Kampala- Most modern supermarkets come with an in-house bakery where they make bread, cakes and other foods. As a result, many shoppers have been attracted to these bakeries because they offer fresh bakes.
But small bakeries are increasingly becoming jittery about this development in Kampala, claiming supermarkets are eating up on their customers.
They say sometimes supermarkets reject their bread supplies. Although local bread still makes it to the stalls of many big supermarkets, it is mainly produced by bigger local bakeries.
In Nakumatt Supermarket yesterday, there were three types of bread - Dada and Everyday, as well as Breadbasket bread that is baked by the supermarket.
John Male, a baker in Natete, a Kampala suburb, says the business “is dying” in an area that has been a baking hub to small and bigger bakeries for many years.
He says several small bakeries have closed shop in recent years because they could not cope with the stiff competition, adding that supermarkets, most of which are owned by non-Ugandans, are “kicking Ugandans out of business”.
The baker argues that baking is a relatively easy business which should be exclusively left to Ugandans.
“These supermarkets came here to retail not to make bread. It is wrong for them to be allowed to encroach on businesses which Ugandans can do,” Male says.
He appeals to the government to offer local bakers, especially the smaller ones, more support and protection.
However, bigger bakers, including Gasta Lule, the proprietor of Ntake Bakery and chairperson of the Uganda Bakers Association, thinks otherwise.
Lule says supermarkets have a right to accept what they want to sell and reject what they do not want.
“Companies are licensed to carry out their primary businesses but they can also engage in other businesses,” Lule says, adding: “I am sure that apart from having a trading licence, each supermarket that has a bakery has a baking licence too.”
Amos Nzei, the owner of Hot Loaf Bakery, says competition is a basic prerequisite to doing business and that he is not bothered by supermarket bakeries.
“I don’t think they make better bread than us, so we really have no problem with them baking their own bread,” Nzei says.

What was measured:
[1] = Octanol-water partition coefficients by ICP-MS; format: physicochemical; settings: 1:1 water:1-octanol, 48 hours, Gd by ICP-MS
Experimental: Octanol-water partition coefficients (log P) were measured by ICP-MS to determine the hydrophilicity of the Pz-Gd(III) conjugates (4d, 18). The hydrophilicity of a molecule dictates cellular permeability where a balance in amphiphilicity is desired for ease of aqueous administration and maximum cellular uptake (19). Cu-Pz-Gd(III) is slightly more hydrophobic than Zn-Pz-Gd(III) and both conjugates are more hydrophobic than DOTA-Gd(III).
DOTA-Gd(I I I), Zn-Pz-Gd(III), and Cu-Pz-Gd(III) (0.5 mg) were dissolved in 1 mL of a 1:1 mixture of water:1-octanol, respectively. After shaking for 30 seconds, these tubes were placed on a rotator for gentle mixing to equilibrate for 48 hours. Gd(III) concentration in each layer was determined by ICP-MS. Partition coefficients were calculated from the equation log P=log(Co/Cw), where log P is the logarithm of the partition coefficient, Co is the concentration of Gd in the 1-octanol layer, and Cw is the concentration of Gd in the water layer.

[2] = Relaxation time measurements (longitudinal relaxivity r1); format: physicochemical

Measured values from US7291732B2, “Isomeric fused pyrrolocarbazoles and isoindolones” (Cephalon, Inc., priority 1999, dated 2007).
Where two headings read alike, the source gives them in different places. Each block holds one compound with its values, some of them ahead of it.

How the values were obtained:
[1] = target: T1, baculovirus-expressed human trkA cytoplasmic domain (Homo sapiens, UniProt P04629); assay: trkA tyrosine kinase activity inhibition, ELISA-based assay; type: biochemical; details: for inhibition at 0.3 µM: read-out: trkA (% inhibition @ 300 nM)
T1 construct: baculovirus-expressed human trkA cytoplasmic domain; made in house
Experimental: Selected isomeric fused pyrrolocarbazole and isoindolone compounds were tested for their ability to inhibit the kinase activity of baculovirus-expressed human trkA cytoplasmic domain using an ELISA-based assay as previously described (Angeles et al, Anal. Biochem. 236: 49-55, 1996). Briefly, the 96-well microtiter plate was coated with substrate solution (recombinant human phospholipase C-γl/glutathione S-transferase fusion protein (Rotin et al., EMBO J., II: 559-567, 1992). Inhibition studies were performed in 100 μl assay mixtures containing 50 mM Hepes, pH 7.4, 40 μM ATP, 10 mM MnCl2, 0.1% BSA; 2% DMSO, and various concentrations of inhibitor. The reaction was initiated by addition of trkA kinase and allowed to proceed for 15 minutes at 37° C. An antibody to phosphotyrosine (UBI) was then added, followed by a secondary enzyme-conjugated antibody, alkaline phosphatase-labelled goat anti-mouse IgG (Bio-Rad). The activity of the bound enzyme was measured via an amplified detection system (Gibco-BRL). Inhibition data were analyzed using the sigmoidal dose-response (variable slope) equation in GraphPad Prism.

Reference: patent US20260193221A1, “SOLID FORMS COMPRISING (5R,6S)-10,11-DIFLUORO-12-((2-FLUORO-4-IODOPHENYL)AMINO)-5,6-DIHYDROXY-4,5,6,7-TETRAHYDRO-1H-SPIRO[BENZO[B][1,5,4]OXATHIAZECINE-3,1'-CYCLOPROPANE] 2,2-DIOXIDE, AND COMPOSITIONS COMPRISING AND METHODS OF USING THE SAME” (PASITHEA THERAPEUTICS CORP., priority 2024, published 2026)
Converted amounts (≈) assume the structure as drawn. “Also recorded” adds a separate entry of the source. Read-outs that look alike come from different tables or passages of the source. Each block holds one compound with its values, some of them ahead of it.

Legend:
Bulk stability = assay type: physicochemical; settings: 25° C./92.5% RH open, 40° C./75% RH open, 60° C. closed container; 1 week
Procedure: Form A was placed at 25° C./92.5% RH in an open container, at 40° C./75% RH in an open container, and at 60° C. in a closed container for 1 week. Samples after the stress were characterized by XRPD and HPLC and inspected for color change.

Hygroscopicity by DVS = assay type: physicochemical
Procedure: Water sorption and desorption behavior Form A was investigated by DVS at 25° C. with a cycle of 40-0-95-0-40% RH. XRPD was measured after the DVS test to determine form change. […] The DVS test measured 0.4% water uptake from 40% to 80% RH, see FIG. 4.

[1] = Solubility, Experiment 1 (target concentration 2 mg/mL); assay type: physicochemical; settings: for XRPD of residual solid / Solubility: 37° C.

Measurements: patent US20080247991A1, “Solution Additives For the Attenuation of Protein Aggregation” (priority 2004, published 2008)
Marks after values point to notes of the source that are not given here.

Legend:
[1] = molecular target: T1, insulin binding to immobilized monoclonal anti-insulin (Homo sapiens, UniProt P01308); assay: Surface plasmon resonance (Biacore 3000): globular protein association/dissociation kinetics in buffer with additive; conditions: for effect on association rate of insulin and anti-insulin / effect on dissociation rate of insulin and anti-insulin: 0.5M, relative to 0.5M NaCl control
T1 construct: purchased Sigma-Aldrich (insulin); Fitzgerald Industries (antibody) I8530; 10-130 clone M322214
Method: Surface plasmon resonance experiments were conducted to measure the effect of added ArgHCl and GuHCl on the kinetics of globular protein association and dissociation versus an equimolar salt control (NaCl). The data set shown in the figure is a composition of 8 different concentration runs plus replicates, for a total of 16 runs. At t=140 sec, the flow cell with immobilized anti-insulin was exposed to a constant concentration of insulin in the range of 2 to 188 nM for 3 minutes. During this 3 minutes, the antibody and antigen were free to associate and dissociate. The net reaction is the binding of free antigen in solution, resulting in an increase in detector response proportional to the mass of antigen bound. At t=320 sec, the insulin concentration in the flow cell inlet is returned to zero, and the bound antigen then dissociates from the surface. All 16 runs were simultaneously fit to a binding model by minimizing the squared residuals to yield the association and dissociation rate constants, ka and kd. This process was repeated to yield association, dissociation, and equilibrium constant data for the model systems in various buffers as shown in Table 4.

‘Up your game’
He says supermarkets aim at providing one-stop shopping centre hence the need for them to make their own bread.
“It is up to the local bread producers to step up and compete.”
Nzei’s bakery has its own outlets in different locations and it may not need to vend its products in supermarkets. But this is not true with all the other local producers.
According to Male, more Ugandans are shopping from big supermarkets but Lule says small bakeries should produce bread of high quality.
He says there have been complaints of small bakers putting products of the wrong weights on the market and selling them at a cheaper price than other producers.
“This can only be solved by the bakers taking steps to become more efficient and eventually be competitive,” Lule says.
Lule advises bakeries to diversify their businesses, adding that while he started out as a baker, he now also has interests in milling and water.
But not all bakers will necessarily diversify their businesses. Male says his market within Kampala has been diminishing in recent months, the reason he has now turned his attention to the rural areas.
In the rural areas, he says, they sell bans and they have to learn to compete with the small bakeries in those localities that have served them for many years.
If his new strategy fails, Male says he will have no option but to drop out of the bakery business.
But whatever happens, he insists that government should designate fields in which foreigners can engage and ring fence others for Ugandans.